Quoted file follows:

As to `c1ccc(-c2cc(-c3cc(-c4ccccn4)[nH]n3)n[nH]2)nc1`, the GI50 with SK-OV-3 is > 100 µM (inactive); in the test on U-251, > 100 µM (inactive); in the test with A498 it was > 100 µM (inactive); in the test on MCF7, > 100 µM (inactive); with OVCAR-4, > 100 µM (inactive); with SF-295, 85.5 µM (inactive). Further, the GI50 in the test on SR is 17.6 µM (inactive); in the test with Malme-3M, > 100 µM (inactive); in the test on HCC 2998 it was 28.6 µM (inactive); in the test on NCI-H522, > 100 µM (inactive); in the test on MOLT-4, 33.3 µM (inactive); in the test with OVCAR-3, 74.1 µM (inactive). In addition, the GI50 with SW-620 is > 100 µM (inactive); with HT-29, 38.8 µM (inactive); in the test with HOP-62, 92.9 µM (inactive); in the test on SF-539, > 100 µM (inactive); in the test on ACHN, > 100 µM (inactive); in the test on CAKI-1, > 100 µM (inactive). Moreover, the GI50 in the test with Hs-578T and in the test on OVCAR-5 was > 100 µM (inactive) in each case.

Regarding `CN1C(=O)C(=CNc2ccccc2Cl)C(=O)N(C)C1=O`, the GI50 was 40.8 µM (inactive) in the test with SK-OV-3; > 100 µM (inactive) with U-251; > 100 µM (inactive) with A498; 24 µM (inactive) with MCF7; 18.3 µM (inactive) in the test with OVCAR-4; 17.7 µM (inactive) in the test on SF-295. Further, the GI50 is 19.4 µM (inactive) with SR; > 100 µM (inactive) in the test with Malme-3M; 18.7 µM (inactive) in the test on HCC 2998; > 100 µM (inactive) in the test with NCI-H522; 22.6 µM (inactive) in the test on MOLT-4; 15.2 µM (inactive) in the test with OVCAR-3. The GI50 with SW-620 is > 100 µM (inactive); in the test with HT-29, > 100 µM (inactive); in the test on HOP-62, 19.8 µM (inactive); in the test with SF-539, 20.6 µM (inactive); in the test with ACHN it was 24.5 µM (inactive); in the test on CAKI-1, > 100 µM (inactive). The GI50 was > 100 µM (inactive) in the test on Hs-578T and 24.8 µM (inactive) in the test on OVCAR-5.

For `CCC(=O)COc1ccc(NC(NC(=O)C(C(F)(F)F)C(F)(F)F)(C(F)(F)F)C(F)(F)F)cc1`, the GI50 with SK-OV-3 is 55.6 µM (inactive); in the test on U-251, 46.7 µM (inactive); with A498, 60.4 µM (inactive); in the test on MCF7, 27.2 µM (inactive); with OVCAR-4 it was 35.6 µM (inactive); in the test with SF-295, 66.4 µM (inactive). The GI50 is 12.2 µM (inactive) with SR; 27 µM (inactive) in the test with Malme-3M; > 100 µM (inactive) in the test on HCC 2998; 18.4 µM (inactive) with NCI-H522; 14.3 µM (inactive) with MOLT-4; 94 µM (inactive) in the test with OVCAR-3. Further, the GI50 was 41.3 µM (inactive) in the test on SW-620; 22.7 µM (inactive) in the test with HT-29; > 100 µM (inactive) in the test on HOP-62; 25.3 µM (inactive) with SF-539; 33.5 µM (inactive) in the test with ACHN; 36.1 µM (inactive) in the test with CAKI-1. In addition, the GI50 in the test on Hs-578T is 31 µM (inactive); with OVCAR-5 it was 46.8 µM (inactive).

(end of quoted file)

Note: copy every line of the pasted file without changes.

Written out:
As to `c1ccc(-c2cc(-c3cc(-c4ccccn4)[nH]n3)n[nH]2)nc1`, the GI50 with SK-OV-3 is > 100 µM (inactive); in the test on U-251, > 100 µM (inactive); in the test with A498 it was > 100 µM (inactive); in the test on MCF7, > 100 µM (inactive); with OVCAR-4, > 100 µM (inactive); with SF-295, 85.5 µM (inactive). Further, the GI50 in the test on SR is 17.6 µM (inactive); in the test with Malme-3M, > 100 µM (inactive); in the test on HCC 2998 it was 28.6 µM (inactive); in the test on NCI-H522, > 100 µM (inactive); in the test on MOLT-4, 33.3 µM (inactive); in the test with OVCAR-3, 74.1 µM (inactive). In addition, the GI50 with SW-620 is > 100 µM (inactive); with HT-29, 38.8 µM (inactive); in the test with HOP-62, 92.9 µM (inactive); in the test on SF-539, > 100 µM (inactive); in the test on ACHN, > 100 µM (inactive); in the test on CAKI-1, > 100 µM (inactive). Moreover, the GI50 in the test with Hs-578T and in the test on OVCAR-5 was > 100 µM (inactive) in each case.

Regarding `CN1C(=O)C(=CNc2ccccc2Cl)C(=O)N(C)C1=O`, the GI50 was 40.8 µM (inactive) in the test with SK-OV-3; > 100 µM (inactive) with U-251; > 100 µM (inactive) with A498; 24 µM (inactive) with MCF7; 18.3 µM (inactive) in the test with OVCAR-4; 17.7 µM (inactive) in the test on SF-295. Further, the GI50 is 19.4 µM (inactive) with SR; > 100 µM (inactive) in the test with Malme-3M; 18.7 µM (inactive) in the test on HCC 2998; > 100 µM (inactive) in the test with NCI-H522; 22.6 µM (inactive) in the test on MOLT-4; 15.2 µM (inactive) in the test with OVCAR-3. The GI50 with SW-620 is > 100 µM (inactive); in the test with HT-29, > 100 µM (inactive); in the test on HOP-62, 19.8 µM (inactive); in the test with SF-539, 20.6 µM (inactive); in the test with ACHN it was 24.5 µM (inactive); in the test on CAKI-1, > 100 µM (inactive). The GI50 was > 100 µM (inactive) in the test on Hs-578T and 24.8 µM (inactive) in the test on OVCAR-5.

For `CCC(=O)COc1ccc(NC(NC(=O)C(C(F)(F)F)C(F)(F)F)(C(F)(F)F)C(F)(F)F)cc1`, the GI50 with SK-OV-3 is 55.6 µM (inactive); in the test on U-251, 46.7 µM (inactive); with A498, 60.4 µM (inactive); in the test on MCF7, 27.2 µM (inactive); with OVCAR-4 it was 35.6 µM (inactive); in the test with SF-295, 66.4 µM (inactive). The GI50 is 12.2 µM (inactive) with SR; 27 µM (inactive) in the test with Malme-3M; > 100 µM (inactive) in the test on HCC 2998; 18.4 µM (inactive) with NCI-H522; 14.3 µM (inactive) with MOLT-4; 94 µM (inactive) in the test with OVCAR-3. Further, the GI50 was 41.3 µM (inactive) in the test on SW-620; 22.7 µM (inactive) in the test with HT-29; > 100 µM (inactive) in the test on HOP-62; 25.3 µM (inactive) with SF-539; 33.5 µM (inactive) in the test with ACHN; 36.1 µM (inactive) in the test with CAKI-1. In addition, the GI50 in the test on Hs-578T is 31 µM (inactive); with OVCAR-5 it was 46.8 µM (inactive).